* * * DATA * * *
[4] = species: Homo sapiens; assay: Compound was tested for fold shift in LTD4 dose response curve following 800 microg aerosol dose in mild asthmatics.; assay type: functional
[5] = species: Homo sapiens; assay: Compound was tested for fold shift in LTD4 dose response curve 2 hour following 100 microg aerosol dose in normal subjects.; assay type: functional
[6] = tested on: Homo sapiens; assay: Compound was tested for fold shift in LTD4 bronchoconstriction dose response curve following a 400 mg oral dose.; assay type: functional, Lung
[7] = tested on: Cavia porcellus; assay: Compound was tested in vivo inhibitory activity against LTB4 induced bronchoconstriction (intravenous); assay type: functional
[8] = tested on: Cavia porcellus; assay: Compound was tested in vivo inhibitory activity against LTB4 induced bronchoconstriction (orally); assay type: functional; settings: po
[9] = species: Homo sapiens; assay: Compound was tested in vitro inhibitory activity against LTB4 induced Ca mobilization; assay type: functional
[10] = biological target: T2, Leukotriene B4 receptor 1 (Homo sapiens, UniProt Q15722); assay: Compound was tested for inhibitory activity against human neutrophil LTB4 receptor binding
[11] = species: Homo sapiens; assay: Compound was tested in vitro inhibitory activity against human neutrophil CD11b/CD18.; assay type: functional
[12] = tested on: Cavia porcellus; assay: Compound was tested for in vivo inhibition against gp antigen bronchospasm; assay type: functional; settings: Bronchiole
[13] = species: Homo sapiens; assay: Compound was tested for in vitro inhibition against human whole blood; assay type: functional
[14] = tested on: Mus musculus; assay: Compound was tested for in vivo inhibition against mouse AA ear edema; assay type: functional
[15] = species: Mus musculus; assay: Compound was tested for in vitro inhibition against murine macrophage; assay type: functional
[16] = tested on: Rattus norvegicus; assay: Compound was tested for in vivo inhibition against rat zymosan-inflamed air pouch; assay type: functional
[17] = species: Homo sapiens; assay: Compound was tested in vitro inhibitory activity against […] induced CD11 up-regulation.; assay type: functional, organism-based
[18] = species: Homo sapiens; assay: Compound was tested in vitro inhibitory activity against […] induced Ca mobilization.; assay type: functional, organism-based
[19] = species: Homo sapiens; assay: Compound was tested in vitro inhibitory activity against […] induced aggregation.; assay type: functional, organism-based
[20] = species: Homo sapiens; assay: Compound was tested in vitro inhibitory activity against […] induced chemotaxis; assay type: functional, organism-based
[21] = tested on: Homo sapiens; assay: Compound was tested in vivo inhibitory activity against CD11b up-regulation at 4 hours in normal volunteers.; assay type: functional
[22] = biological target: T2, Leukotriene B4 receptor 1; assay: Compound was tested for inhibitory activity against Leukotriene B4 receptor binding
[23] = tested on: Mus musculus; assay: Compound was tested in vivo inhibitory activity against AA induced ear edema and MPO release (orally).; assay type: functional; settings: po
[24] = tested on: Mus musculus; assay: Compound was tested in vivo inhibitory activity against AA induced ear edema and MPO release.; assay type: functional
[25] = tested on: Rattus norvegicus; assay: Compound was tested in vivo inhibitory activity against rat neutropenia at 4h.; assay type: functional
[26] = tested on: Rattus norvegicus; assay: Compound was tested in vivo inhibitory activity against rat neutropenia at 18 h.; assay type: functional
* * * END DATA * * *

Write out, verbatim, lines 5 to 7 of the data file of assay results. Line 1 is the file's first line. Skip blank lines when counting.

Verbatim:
[8] = tested on: Cavia porcellus; assay: Compound was tested in vivo inhibitory activity against LTB4 induced bronchoconstriction (orally); assay type: functional; settings: po
[9] = species: Homo sapiens; assay: Compound was tested in vitro inhibitory activity against LTB4 induced Ca mobilization; assay type: functional
[10] = biological target: T2, Leukotriene B4 receptor 1 (Homo sapiens, UniProt Q15722); assay: Compound was tested for inhibitory activity against human neutrophil LTB4 receptor binding